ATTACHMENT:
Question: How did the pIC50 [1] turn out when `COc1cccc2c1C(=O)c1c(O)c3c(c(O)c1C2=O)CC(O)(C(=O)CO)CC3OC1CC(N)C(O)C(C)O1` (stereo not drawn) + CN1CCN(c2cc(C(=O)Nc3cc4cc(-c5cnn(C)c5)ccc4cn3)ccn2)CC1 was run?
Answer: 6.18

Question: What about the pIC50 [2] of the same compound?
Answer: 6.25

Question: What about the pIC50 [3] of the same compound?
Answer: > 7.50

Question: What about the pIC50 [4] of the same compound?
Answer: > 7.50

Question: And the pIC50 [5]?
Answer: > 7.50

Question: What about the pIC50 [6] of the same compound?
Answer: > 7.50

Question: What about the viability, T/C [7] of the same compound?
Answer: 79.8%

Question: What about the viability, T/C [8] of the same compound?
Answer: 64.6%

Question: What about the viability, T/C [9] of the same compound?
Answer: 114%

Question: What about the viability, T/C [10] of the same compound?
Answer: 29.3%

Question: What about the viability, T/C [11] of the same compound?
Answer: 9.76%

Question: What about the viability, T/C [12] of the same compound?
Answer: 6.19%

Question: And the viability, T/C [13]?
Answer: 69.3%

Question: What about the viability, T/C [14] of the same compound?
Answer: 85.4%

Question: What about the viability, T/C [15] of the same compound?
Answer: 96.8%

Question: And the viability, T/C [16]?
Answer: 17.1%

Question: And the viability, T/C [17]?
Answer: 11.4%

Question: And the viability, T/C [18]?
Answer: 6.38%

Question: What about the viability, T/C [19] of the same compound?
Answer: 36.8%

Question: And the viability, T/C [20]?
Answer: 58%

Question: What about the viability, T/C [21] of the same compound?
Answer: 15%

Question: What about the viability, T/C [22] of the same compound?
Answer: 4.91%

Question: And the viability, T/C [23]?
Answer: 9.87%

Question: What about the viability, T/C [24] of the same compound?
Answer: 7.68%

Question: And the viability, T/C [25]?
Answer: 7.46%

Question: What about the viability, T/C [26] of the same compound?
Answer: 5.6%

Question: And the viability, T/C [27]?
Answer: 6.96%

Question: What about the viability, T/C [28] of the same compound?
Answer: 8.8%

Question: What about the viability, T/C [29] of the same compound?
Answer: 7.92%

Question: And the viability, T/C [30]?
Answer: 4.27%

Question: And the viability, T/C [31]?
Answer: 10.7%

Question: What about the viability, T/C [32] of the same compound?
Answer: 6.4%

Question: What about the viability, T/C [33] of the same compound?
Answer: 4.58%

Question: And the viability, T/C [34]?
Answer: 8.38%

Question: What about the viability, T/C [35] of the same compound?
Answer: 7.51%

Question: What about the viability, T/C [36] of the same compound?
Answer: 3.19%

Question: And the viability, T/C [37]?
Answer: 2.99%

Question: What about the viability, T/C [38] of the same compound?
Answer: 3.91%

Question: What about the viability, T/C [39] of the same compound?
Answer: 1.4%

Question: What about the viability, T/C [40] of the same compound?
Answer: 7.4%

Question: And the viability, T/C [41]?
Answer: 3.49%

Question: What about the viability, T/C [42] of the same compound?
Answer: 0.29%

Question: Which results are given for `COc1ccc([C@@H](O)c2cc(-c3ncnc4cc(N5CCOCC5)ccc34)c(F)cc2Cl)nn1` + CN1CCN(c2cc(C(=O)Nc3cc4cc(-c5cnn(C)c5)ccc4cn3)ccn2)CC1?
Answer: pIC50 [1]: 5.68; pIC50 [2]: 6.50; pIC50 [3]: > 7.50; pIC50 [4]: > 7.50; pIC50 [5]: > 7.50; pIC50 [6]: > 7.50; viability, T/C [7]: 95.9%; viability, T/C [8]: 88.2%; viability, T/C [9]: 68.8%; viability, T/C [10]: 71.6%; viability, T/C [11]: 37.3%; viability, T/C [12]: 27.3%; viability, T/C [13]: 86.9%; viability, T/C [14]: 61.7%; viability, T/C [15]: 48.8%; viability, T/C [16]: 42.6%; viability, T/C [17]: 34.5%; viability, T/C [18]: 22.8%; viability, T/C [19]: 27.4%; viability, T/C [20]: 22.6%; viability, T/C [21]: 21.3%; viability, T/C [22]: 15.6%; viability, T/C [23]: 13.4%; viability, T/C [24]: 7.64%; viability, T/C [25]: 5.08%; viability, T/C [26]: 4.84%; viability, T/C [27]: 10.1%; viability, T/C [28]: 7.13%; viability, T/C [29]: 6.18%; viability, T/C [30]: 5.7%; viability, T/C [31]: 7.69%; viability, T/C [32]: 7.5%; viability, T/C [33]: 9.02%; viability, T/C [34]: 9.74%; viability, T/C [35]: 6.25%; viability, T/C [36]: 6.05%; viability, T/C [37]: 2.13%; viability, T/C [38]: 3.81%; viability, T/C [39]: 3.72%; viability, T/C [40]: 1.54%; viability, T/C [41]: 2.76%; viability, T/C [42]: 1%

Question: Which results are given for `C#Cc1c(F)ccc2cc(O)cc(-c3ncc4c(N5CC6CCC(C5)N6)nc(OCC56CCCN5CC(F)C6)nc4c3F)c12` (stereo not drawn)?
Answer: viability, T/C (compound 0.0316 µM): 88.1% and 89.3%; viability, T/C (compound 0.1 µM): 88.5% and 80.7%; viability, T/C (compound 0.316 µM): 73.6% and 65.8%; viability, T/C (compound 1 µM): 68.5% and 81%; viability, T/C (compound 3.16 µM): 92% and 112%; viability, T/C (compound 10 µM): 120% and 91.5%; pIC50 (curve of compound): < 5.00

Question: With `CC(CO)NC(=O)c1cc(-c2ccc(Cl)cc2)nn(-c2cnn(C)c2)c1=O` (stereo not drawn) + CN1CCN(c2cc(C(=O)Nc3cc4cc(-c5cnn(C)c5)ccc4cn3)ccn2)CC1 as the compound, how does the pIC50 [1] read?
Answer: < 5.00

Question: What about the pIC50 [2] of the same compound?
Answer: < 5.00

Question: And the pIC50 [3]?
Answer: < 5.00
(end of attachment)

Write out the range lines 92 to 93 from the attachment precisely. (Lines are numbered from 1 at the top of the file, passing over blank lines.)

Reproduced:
Answer: < 5.00

Question: And the pIC50 [3]?